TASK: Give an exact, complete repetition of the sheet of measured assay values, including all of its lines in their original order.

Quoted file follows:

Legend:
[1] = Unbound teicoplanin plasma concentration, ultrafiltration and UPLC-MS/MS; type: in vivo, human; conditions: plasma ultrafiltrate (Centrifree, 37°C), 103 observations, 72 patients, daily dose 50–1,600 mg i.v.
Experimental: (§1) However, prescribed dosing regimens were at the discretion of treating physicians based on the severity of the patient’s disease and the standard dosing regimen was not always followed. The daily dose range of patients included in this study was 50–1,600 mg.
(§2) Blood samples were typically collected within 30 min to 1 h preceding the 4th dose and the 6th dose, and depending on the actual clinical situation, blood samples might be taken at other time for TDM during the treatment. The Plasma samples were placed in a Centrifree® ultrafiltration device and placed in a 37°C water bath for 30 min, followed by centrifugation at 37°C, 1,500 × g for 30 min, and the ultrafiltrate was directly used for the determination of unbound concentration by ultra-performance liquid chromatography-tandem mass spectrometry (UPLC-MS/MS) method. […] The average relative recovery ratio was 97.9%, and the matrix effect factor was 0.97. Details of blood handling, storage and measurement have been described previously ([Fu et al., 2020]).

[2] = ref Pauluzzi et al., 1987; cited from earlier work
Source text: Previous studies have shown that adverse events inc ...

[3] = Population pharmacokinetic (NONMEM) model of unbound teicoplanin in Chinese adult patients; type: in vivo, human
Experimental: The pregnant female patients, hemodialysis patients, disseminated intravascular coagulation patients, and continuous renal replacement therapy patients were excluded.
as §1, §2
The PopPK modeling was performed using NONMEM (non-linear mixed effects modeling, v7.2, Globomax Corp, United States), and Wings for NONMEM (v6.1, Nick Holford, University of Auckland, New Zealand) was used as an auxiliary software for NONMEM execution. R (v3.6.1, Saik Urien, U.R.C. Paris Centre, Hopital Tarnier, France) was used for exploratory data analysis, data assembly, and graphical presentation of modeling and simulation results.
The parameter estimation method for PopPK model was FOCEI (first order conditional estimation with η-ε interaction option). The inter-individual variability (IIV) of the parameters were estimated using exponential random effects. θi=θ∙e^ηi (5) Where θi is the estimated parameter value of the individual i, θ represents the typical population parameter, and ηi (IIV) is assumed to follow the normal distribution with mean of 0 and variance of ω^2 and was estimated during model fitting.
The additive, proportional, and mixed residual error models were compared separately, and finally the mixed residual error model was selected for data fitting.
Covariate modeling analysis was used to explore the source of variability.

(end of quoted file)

Legend:
[1] = Unbound teicoplanin plasma concentration, ultrafiltration and UPLC-MS/MS; type: in vivo, human; conditions: plasma ultrafiltrate (Centrifree, 37°C), 103 observations, 72 patients, daily dose 50–1,600 mg i.v.
Experimental: (§1) However, prescribed dosing regimens were at the discretion of treating physicians based on the severity of the patient’s disease and the standard dosing regimen was not always followed. The daily dose range of patients included in this study was 50–1,600 mg.
(§2) Blood samples were typically collected within 30 min to 1 h preceding the 4th dose and the 6th dose, and depending on the actual clinical situation, blood samples might be taken at other time for TDM during the treatment. The Plasma samples were placed in a Centrifree® ultrafiltration device and placed in a 37°C water bath for 30 min, followed by centrifugation at 37°C, 1,500 × g for 30 min, and the ultrafiltrate was directly used for the determination of unbound concentration by ultra-performance liquid chromatography-tandem mass spectrometry (UPLC-MS/MS) method. […] The average relative recovery ratio was 97.9%, and the matrix effect factor was 0.97. Details of blood handling, storage and measurement have been described previously ([Fu et al., 2020]).

[2] = ref Pauluzzi et al., 1987; cited from earlier work
Source text: Previous studies have shown that adverse events inc ...

[3] = Population pharmacokinetic (NONMEM) model of unbound teicoplanin in Chinese adult patients; type: in vivo, human
Experimental: The pregnant female patients, hemodialysis patients, disseminated intravascular coagulation patients, and continuous renal replacement therapy patients were excluded.
as §1, §2
The PopPK modeling was performed using NONMEM (non-linear mixed effects modeling, v7.2, Globomax Corp, United States), and Wings for NONMEM (v6.1, Nick Holford, University of Auckland, New Zealand) was used as an auxiliary software for NONMEM execution. R (v3.6.1, Saik Urien, U.R.C. Paris Centre, Hopital Tarnier, France) was used for exploratory data analysis, data assembly, and graphical presentation of modeling and simulation results.
The parameter estimation method for PopPK model was FOCEI (first order conditional estimation with η-ε interaction option). The inter-individual variability (IIV) of the parameters were estimated using exponential random effects. θi=θ∙e^ηi (5) Where θi is the estimated parameter value of the individual i, θ represents the typical population parameter, and ηi (IIV) is assumed to follow the normal distribution with mean of 0 and variance of ω^2 and was estimated during model fitting.
The additive, proportional, and mixed residual error models were compared separately, and finally the mixed residual error model was selected for data fitting.
Covariate modeling analysis was used to explore the source of variability.